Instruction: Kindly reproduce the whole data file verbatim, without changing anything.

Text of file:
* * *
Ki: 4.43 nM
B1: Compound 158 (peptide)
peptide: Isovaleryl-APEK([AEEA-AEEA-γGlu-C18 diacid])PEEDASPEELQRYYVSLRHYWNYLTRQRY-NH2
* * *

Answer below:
Ki: 4.43 nM
B1: Compound 158 (peptide)
peptide: Isovaleryl-APEK([AEEA-AEEA-γGlu-C18 diacid])PEEDASPEELQRYYVSLRHYWNYLTRQRY-NH2